Lee Ann Daly:
And, you know, also this is an interesting connection, and it was very true in my time at ESPN. I felt like marketing’s role at ESPN was to make people like us and want to spend time with us, because that was our business. At the time, ratings were our business, and ratings are made up of the number of people watching and the amount of minutes they’re watching.

Lee Ann Daly:
And so this basic formula of, “Is what I’m doing going to make you like me and want to spend time with me?” It’s really durable across almost every industry as an idea. So, you know, that was it. That was it for me. And it was a very powerful thing to go into strategic sourcing at The Walt Disney Company and say, “How does this thing that you’re pushing us … This business that you’re pushing us to extend our brand into, how does it serve the sports fan?” And if they couldn’t articulate it, it wasn’t a business we were going to go into.

Julia Raymond:
Right.

Lee Ann Daly:
Pretty powerful, yeah.

Julia Raymond:
Totally powerful. And I love the stories that you use to support that, because marketing is saying, “Spend time with us,” and the challenge is, I think, to cut through the clutter and create resonance with the audiences through your content, through your people, and like you said, create conversations.

Lee Ann Daly:
Yeah. I mean, another piece that … I don’t mean to go over all my mantras at ESPN, but another mantra which is very relevant is, marketing is programming, and programming is marketing. And fundamentally that was true at ESPN. This was the Sports Center with a campaign that was cultivated and it’s still running, actually, in my time at ESPN, and it’s still on the air today. It’s been running for 20 years. And the value of Sports Center, and aside from the fact that it’s funny and entertaining and topical, is that it keeps people from tuning out of ESPN.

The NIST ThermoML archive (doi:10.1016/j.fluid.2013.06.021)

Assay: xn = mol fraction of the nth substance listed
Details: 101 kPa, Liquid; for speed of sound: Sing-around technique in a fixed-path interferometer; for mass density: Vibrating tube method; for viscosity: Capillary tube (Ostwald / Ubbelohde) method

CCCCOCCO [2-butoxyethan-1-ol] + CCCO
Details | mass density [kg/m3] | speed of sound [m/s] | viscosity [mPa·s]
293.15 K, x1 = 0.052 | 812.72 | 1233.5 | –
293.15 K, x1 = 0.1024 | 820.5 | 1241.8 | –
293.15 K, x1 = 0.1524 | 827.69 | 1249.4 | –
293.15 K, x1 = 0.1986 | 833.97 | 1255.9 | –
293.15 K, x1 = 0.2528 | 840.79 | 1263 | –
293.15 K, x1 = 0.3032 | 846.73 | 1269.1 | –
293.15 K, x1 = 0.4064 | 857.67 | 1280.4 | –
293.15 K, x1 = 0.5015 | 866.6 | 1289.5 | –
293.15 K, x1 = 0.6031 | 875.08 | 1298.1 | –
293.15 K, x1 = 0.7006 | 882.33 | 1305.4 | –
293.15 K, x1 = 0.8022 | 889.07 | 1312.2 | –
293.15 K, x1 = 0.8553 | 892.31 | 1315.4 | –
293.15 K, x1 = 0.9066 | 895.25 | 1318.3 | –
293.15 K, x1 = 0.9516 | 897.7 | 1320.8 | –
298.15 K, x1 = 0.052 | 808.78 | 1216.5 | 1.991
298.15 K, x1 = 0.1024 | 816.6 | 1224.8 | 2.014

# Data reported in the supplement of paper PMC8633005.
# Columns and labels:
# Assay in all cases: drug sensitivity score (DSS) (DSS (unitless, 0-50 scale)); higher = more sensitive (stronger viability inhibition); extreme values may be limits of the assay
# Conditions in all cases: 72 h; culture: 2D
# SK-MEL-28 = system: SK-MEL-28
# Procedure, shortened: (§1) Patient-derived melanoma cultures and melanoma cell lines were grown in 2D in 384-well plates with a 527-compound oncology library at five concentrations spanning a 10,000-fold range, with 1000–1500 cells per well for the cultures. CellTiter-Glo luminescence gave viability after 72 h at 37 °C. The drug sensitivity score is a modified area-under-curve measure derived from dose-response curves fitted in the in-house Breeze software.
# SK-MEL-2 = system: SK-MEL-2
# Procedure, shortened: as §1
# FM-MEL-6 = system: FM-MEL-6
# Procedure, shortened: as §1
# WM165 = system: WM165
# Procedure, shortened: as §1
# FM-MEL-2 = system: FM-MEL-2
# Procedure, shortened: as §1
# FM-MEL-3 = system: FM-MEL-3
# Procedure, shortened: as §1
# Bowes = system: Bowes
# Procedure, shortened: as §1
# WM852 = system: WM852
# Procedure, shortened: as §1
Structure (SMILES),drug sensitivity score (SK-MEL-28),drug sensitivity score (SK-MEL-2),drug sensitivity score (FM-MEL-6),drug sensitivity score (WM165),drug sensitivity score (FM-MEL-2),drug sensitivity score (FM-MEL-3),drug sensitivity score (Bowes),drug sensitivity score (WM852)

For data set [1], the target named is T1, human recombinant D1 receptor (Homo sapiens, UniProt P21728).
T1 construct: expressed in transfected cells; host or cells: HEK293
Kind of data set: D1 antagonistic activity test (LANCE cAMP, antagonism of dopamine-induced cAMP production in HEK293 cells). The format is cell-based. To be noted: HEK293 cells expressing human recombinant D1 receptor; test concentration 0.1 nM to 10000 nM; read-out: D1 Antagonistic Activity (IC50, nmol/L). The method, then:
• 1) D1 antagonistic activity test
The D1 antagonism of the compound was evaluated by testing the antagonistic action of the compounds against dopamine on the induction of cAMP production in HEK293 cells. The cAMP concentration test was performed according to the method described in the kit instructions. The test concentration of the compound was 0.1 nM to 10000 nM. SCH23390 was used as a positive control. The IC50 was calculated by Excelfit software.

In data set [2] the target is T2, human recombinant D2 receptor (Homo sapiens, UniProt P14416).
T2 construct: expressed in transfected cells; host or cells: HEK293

Lee Ann Daly:
People tend to not tune out when the Sports Center spot would come on. And so they stuck around and watched the next commercial in the pod, you know? So, that idea that something that was the marketing unit, that was created by the marketing department was compelling enough to have the audience behave as if it was programming, is a pretty cool thing. And it fundamentally reflects what great marketers are doing today. They’re trying to connect on that same level.

Lee Ann Daly:
And we were just doing it all the time at ESPN because it was part of what I believed kept people watching network. And I have research to back that up from Artie Balgrin who was brilliant head of research at ESPN. He proved that out for me, so I got covered and continued doing it. And it wasn’t just cover, it was the truth, yeah.

Julia Raymond:
I mean, it’s still on today and has a huge following.

Lee Ann Daly:
Yep. Yep.

Julia Raymond:
Yeah, so that speaks to its success. Well, I think we covered a lot of different areas, but I really like what you said about branding. I think that’s the big take away from our discussion today is about how brands can create a discussion and work with marketing, and how to think about marketing, really.

Lee Ann Daly:
Yeah.

Julia Raymond:
So I think that’s all super relevant to retailers.

Lee Ann Daly:
Yeah. Yeah. And it’s more of a conversation than a discussion, actually. It’s a back and forth. Because discussion sounds so formal. And I mean, one of the things we talked about was like, we’re like your buddy who you talk sports with over beers, plural, you know?

Julia Raymond:
Yeah.

Lee Ann Daly:
You know, not to encourage drinking or anything, but this idea of like it is a much more face to face on the ground relationship conversation versus, you know, we are the worldwide leader in sports and you are our subject. It’s like, “No, we’re friends. We’re fellow sports fans. So we get it.”

Julia Raymond: